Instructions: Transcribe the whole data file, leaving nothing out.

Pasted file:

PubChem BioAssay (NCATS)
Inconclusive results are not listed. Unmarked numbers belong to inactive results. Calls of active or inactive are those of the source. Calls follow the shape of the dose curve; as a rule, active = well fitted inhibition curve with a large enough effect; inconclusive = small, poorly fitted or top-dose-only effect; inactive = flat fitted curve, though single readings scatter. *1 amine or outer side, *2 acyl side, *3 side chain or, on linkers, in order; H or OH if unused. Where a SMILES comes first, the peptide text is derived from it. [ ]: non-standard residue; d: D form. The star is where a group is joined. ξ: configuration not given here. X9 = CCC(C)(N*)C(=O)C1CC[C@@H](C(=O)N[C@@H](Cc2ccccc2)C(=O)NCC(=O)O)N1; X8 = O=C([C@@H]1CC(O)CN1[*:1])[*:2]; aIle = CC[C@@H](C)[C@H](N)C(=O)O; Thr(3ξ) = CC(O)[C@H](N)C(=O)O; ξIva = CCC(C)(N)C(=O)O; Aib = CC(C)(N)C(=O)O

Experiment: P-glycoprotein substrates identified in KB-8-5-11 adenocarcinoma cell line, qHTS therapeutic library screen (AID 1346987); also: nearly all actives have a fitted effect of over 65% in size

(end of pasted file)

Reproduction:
PubChem BioAssay (NCATS)
Inconclusive results are not listed. Unmarked numbers belong to inactive results. Calls of active or inactive are those of the source. Calls follow the shape of the dose curve; as a rule, active = well fitted inhibition curve with a large enough effect; inconclusive = small, poorly fitted or top-dose-only effect; inactive = flat fitted curve, though single readings scatter. *1 amine or outer side, *2 acyl side, *3 side chain or, on linkers, in order; H or OH if unused. Where a SMILES comes first, the peptide text is derived from it. [ ]: non-standard residue; d: D form. The star is where a group is joined. ξ: configuration not given here. X9 = CCC(C)(N*)C(=O)C1CC[C@@H](C(=O)N[C@@H](Cc2ccccc2)C(=O)NCC(=O)O)N1; X8 = O=C([C@@H]1CC(O)CN1[*:1])[*:2]; aIle = CC[C@@H](C)[C@H](N)C(=O)O; Thr(3ξ) = CC(O)[C@H](N)C(=O)O; ξIva = CCC(C)(N)C(=O)O; Aib = CC(C)(N)C(=O)O

Experiment: P-glycoprotein substrates identified in KB-8-5-11 adenocarcinoma cell line, qHTS therapeutic library screen (AID 1346987); also: nearly all actives have a fitted effect of over 65% in size